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Judgement released in Connective shareholder court case

by Annie Kane5 minute read

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The Supreme Court of Victoria has ruled on the Connective shareholder dispute, outlining it will order the group to undo its share of sales to Macquarie, among a suite of other orders.

After several court cases and a recent 52-day trial, the Slea Pty Ltd v Connective Services Pty Ltd (No 9) case came to a head-on on Tuesday (22 March), after the Supreme Court of Victoria gave its judgement in the major aggregator’s court case. 

The protracted case was brought by minority shareholder Slea Pty Ltd (Slea) – of which Sofianos (Sof) Tsialtas (a former Connective director and now a Liberty Financial Group national sales manager) is sole director. 

The relevant events cover the period from 2001 to 2020 and largely focus on allegations that Mr Tsialtas – a 33.3 per cent shareholder in the aggregation group – was left in the dark about material matters relating to the sale of the aggregation group and was subject to conduct designed to remove him as a shareholder. 

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The dispute began in earnest in 2008, when the minority shareholder agreed to leave his management role in the business due to a workplace incident, and subsequently joined Liberty Financial as an employee. 

Liberty features significantly in this case, and assisted the minority shareholder with this litigation – which the court document revealed was on the basis that it could then acquire the remaining two-thirds interest in the Connective companies if he was successful. 

At its heart, the case challenged how the aggregation group Connective Connective Services Pty Ltd (Services) and Connective OSN Pty Ltd (OSN) was restructured and sold, and the behaviour of its directors in doing so. 

The majority of the case looks at the restructuring of the Connective companies in 2011 and the sale of a 25 per cent interest to Macquarie in 2013 for $5 million, allegedly unbeknown to Mr Tsialtas. The case also put forward that the 'starving out' of Mr Tsialtas had resulted in him experiencing financial hardship.

In his 453-page judgement – which has taken nearly two years to be reached – Judge Robson found in favour of Mr Tsialtas, outlining that he believed the company and the directors had been “oppressive to, unfairly prejudicial to, and unfairly discriminatory” against the minority shareholder, and had breached their duties as directors in carrying out the restructure and sale. 

The judge also found that Macquarie should also be held liable as a knowing participant for any damage or loss flowing from the breaches. 

While final orders and costs are expected to be released next month, Judge Robson laid out his intentions of what he expects to order – including, notably the undoing of the $5 million Macquarie sale. 

Among a range of intentions, the judge said he proposes to make orders to:

  • give Slea the option of selling its shares in Services and OSN to the directors at their fair value or, alternatively, that Slea has the option to buy the shares in Services and OSN held the directors at their fair value (to be agreed or determined by the court if not agreement is met); 
  • undo the sale of shares in Connective Group to Macquarie (with the object that the Connective business will be restored to Services and OSN, in which Slea holds a 33.3 per cent interest);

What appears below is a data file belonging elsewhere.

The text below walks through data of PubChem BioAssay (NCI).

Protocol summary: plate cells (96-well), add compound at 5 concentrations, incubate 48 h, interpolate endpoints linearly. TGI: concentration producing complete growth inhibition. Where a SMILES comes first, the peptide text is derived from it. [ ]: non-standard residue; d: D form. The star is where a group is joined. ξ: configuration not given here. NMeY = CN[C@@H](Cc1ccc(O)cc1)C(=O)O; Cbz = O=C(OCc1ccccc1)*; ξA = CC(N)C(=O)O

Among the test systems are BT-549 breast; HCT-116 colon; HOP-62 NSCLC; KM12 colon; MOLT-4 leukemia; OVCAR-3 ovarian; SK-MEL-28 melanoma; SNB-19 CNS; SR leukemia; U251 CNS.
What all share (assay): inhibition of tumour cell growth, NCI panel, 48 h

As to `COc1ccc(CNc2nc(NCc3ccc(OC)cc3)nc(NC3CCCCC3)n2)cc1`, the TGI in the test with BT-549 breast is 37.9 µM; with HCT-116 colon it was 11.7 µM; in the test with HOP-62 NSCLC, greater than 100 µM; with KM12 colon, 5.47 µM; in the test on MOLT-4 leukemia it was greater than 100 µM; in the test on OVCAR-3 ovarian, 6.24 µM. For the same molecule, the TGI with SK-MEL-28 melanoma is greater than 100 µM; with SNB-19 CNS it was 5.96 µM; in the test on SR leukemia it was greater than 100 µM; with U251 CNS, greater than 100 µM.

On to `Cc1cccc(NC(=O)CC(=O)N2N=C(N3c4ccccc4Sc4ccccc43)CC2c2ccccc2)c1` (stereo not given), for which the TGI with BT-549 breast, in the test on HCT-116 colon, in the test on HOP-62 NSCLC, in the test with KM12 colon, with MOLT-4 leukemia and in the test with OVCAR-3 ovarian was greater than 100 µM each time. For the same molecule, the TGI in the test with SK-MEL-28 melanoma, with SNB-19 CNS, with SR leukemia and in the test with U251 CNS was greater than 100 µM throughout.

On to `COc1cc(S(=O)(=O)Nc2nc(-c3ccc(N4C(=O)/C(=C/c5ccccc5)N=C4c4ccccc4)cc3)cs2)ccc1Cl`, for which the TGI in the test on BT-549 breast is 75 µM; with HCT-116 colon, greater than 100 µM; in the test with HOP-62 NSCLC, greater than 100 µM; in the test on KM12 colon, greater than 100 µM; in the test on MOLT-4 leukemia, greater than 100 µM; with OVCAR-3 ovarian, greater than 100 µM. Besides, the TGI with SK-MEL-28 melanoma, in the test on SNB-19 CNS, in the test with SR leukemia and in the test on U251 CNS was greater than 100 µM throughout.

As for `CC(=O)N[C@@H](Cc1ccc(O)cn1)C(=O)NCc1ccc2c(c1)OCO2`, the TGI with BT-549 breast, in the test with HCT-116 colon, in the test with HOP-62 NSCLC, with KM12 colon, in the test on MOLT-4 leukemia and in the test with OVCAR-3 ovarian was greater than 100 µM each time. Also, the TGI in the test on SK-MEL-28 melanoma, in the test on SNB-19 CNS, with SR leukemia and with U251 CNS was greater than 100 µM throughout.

• for the Connective Group to reimburse Macquarie for the purchase price of those shares;
  • for Macquarie to refund the group the dividends received from Connective, with interest. 

The judge also proposes making orders for the directors to repay moneys received from Connective and OSN upon the sale to Macquarie and to reimburse the Connective companies for all costs and expenses incurred by them in relation to the restructure and sale to Macquarie and all costs and expenses incurred in setting aside the restructure and sale. 

The court also outlined that the plaintiff should have his costs reimbursed, among of range of other orders yet to be finalised. 

In a statement provided to The Adviser, Connective said: “Over the last 10 years, Connective’s majority shareholders and directors have been involved in protracted and complex litigation with a minority shareholder who has not been involved in the business for over 13 years. While attempts were made to resolve the dispute at various times, ultimately, they were not successful. 

“While we respect the court’s process, we do not agree with many of the findings and will be appealing the decision. 

“The litigation continues to be a dispute between shareholders and has no impact on the operations or continued success of Connective and our brokers.  

“Over the last 10 years Connective has grown to be the largest aggregator in Australia, with a membership of over 4,000 brokers who last year wrote over $85 billion in loans.  

“Our focus remains on growth.” 

Liberty Financial had not issued a statement at the time of writing. 

The shareholder dispute has had far-reaching effects in the aggregation space, and the delays in reaching a conclusion are believed to have contributed to the halting of the AFG-Connective merger. 

More to come.

[Related: AFG-Connective merger unlikely to complete]

Judgement released in Connective shareholder court case
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Annie Kane

Annie Kane

AUTHOR

Annie Kane is the editor of The Adviser and Mortgage Business.

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